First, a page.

He sort of references various allegations, especially the allegations that he has been involved in sexual relationships with underage women and girls. And he says he gets with, quote, "all the ladies," both young and older, but he says he's not a pedophile. And he makes a point of saying that in every case, women have chased him, and he hasn't chased them. And he lashes out. He calls all of this - and this is now two decades' worth of allegations - a huge conspiracy. He says a, quote, "big-[expletive] conspiracy" and a setup. And he refers to the accusations as, quote, "opinions."

SHAPIRO: Even though the song is called "I Admit," it sounds more like "I Accuse." He is going after so many people in this track. What's he doing?

TSIOULCAS: Yeah, he's very specifically going after a number of organizations and individuals. For example, there's an online campaign called #MuteRKelly, which is meant to force major entertainment companies to cut off their relationships with R. Kelly. And here he says, only God can mute me. And he talks about Spotify, which took his music off its featured playlists. He refers to John Legend, who has supported the #MuteRKelly campaign. But he really reserved some special criticism for a Chicago journalist named Jim DeRogatis, whose role has really evolved from reporting on R. Kelly to being an active advocate for his alleged victims.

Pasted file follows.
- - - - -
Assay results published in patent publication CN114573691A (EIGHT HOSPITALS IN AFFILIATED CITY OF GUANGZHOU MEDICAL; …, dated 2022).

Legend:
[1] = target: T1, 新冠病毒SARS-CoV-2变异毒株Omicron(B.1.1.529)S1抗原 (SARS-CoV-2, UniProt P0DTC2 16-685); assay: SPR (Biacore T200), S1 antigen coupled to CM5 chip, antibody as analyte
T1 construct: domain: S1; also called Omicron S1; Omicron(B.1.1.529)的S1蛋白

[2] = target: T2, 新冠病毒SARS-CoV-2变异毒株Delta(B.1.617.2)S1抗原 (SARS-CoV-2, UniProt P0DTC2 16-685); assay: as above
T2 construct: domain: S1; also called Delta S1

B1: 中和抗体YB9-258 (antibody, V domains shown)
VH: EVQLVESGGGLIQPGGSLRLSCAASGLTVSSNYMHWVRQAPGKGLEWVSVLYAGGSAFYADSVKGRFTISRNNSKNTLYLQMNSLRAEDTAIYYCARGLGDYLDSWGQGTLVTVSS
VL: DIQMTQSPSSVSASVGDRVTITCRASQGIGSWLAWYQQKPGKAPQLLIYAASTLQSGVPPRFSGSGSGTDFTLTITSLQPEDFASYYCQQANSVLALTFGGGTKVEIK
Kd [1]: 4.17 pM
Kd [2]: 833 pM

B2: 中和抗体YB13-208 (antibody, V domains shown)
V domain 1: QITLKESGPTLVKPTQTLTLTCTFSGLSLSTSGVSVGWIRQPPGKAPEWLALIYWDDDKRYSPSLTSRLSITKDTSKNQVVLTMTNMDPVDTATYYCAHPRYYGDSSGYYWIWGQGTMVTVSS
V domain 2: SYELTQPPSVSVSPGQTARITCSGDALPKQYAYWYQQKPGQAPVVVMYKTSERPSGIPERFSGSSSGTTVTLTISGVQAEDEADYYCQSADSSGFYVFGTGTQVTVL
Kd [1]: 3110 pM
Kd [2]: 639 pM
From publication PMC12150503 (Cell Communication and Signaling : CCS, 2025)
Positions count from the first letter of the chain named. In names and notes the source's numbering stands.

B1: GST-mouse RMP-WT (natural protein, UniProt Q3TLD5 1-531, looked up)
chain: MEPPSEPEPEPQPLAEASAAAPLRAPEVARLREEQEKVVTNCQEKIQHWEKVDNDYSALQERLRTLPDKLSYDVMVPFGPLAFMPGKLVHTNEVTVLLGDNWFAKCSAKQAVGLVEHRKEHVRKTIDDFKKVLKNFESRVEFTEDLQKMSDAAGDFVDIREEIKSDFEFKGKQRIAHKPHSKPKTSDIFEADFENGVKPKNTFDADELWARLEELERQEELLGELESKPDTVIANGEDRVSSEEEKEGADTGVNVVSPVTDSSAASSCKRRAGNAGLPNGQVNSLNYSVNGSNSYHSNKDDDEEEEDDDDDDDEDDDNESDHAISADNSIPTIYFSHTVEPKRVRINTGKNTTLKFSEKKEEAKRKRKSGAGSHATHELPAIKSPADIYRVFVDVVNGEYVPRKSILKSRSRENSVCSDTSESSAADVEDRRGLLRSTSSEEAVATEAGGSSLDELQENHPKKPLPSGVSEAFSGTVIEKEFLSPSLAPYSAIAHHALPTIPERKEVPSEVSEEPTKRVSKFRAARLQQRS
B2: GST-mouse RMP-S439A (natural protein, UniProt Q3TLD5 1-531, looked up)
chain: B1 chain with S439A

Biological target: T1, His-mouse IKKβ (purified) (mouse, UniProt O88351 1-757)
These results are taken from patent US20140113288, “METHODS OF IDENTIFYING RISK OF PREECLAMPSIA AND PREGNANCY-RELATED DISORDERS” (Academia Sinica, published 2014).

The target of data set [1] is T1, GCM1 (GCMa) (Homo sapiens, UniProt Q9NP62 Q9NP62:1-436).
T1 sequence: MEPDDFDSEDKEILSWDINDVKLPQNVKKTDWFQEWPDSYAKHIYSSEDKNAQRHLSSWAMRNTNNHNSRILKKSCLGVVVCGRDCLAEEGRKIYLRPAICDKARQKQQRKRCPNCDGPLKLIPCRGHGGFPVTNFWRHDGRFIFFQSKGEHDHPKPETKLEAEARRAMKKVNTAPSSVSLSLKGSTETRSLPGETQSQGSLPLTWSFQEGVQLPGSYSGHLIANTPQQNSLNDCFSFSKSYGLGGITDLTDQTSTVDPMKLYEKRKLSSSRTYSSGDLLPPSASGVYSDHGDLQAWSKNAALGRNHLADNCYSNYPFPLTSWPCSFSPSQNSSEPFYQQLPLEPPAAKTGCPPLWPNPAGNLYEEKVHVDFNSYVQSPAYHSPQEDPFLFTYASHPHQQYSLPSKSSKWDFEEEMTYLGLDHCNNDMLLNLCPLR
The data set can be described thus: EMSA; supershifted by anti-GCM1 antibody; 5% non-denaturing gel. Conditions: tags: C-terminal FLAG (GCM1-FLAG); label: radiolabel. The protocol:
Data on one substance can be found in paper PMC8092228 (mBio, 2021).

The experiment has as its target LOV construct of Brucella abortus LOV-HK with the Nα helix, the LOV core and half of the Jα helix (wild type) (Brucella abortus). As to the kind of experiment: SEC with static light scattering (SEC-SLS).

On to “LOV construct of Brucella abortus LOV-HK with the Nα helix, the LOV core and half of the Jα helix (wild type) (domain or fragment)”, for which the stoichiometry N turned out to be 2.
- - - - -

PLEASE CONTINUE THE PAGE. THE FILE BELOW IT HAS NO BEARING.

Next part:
SHAPIRO: How are people responding to this song? R. Kelly hasn't released music for a while. And it's difficult to treat this as just music because it is so loaded.

TSIOULCAS: Yeah. And interestingly enough, this only dropped on SoundCloud. It appears on the account of a very little-known record label owner and artist manager. And it is not on services like Spotify or Apple Music. And there's a lot of media today that haven't linked the song in the - their reporting I think for reasons similar to ours. And there are also quite a few people on social media - celebrities, music fans and musicians alike - who are responding very negatively to him and saying that they're surprised to see new music considering everything else that's going on, that that was the last thing that they would expect to see.

SHAPIRO: So if he was hoping to do any kind of image rehab through this track, it doesn't sound like it's working.

TSIOULCAS: I think it's going to backfire, yeah.

SHAPIRO: That's Anastasia Tsioulcas of NPR Music. Thanks so much, Anastasia.

TSIOULCAS: Thanks for having me, Ari. Transcript provided by NPR, Copyright NPR.